The National Sea Grant Law Center

Ocean and Coastal Case Alert

June 14th, 2024

The National Sea Grant Law Center is pleased to offer the June 2024 issue of Ocean and Coastal Case Alert. The Case Alert is a monthly newsletter highlighting recent court decisions impacting ocean and coastal resource management. (NSGLC-24-03-06)

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  • New Jersey
    In re Reauthorization of the Freshwater Wetlands Gen. Permit #1, Nos. A-2758-21, A-2804-21, 2024 N.J. Super. Unpub. LEXIS 1102 (Super. Ct. App. Div. June 7, 2024).
  • New Jersey residents challenged the state’s use of a Confined Disposal Facility (CDF), which “piggybacked” on permits acquired by the previous operator. The claimants observed that this CDF had grown and experienced increased use since its initial authorization, causing environmental harm. The court had previously remanded this case, asking the state to justify its decision to rely upon the old permits, noting other, more suitable ones were available. On appeal, the court invalidated the original permit, ruling the state’s continued use marked a significant deviation from the permitting criteria, which New Jersey had misinterpreted on remand.

    Opinion Here


  • Maryland
    Eliza Wille et al., v. Gina Raimondo, et al., No. CV 22-0689-BAH, 2024 WL 2832599 (D. Md. June 3, 2024).
  • After the National Marine Fisheries Service (NMFS) issued a rule to limit human interaction with spinner dolphins in Hawaii, some residents argued that the rule was unconstitutional under the Appointments Clause. The claimants argued that the rule’s author was not qualified to issue this regulation because he was not a presidentially appointed and Senate-confirmed “Officer of the United States.” Instead, the author was Samuel Rauch, the NMFS Deputy Assistant Administrator for Regulatory Programs. The defendants filed a motion for summary judgment. The court granted the motion, finding that Rauch’s principal, Dr. Spinrad, the NOAA Administrator, was appointed correctly, resolving concerns about the principal-agent relationship and any alleged impropriety.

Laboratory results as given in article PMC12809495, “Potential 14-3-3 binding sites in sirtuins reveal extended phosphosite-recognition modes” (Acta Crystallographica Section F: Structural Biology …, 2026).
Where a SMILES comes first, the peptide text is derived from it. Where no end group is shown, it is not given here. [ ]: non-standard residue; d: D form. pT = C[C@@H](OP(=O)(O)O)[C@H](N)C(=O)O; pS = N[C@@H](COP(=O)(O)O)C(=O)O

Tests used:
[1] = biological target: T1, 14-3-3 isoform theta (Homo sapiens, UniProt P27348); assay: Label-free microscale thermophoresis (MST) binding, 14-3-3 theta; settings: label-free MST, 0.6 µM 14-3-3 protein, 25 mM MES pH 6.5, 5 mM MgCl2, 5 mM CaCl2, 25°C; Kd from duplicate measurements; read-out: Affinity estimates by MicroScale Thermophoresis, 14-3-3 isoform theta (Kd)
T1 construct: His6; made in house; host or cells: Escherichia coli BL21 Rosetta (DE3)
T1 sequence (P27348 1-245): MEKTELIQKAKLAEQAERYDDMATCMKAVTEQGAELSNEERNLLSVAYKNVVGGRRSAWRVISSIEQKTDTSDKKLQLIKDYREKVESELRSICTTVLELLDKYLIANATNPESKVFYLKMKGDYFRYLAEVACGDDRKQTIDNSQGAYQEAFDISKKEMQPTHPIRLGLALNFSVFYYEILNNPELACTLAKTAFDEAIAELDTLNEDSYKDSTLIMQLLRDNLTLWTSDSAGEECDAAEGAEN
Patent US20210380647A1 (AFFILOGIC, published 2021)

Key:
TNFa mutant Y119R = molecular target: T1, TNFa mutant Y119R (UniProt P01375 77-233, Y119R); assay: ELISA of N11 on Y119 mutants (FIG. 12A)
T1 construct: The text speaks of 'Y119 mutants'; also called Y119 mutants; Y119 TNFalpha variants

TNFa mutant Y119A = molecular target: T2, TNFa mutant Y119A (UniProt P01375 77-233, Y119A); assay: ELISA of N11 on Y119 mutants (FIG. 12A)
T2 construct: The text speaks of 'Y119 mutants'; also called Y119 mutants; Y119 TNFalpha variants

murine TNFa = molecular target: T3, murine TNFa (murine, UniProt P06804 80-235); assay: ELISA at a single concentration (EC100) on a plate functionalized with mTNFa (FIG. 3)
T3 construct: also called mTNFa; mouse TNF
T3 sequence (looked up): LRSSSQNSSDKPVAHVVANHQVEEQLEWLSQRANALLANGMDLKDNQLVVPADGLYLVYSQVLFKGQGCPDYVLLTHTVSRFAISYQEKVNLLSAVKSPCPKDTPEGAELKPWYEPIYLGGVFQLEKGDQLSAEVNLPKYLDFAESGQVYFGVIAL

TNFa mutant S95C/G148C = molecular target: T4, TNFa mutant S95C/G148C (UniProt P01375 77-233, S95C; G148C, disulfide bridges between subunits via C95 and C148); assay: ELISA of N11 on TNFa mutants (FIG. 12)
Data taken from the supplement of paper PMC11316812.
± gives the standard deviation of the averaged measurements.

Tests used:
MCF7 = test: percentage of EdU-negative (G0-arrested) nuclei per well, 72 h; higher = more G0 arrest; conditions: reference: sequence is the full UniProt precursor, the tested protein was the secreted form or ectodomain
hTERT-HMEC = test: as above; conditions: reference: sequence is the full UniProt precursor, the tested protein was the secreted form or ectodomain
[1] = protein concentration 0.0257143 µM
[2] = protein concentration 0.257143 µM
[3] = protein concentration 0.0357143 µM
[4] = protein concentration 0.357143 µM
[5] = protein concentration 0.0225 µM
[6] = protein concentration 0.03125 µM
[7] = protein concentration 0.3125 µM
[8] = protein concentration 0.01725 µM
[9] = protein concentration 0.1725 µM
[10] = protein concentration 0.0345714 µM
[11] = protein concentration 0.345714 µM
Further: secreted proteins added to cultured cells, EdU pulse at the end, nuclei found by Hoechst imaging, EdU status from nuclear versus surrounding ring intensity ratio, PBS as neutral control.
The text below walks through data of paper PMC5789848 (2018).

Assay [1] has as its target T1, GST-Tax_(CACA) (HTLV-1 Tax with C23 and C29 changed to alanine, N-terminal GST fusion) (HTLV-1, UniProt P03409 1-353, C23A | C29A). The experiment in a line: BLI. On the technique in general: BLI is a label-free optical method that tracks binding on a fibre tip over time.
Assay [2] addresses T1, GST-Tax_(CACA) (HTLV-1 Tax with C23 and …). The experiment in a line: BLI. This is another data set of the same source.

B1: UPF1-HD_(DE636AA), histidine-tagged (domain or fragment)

Opinion Here


    Plaquemines Parish v. BP America Prod. Co., 2024 WL 2746246 (5th Cir. 2024).
  • A number of oil companies were sued by Louisiana parishes in more than forty separate cases for the environmental harm caused by their production of crude oil. The oil companies appealed multiple decisions by district court judges to have the cases remanded to state court. The oil companies argued that the cases should be decided in federal court by virtue of the federal officer removal statute. This statute allows companies to remove a case to federal court if a sufficient connection can be shown between the conduct of the defendant and a federal officer. Here, the oil companies claimed that their actions were the result of refining contracts made with the federal government to produce aviation fuel during World War II. The court agreed that the companies had “acted under” a federal officer by performing as was required by their contracts. However, the court found that the conduct at issue, the methods which the oil companies used to expand production of crude oil in WWII, had an insufficient connection to the contracts, and thus to the federal officers in question. The contracts involved did not mention the production of crude oil, meaning that the companies could have fulfilled their contractual obligations in many ways which did not involve the production methods now alleged to have caused environmental harm. Therefore, the court concluded that the connection between federal officers and the conduct in question was insufficient for the case to be removed to federal court and affirmed the decisions to keep the cases in state courts.

    Opinion Here

  • Alabama
    F Fam. S., LLC v. Prop. Owners Ass'n of Ono Island, Inc., No. SC-2023-0341, 2024 WL 2228594 (Ala. May 17, 2024).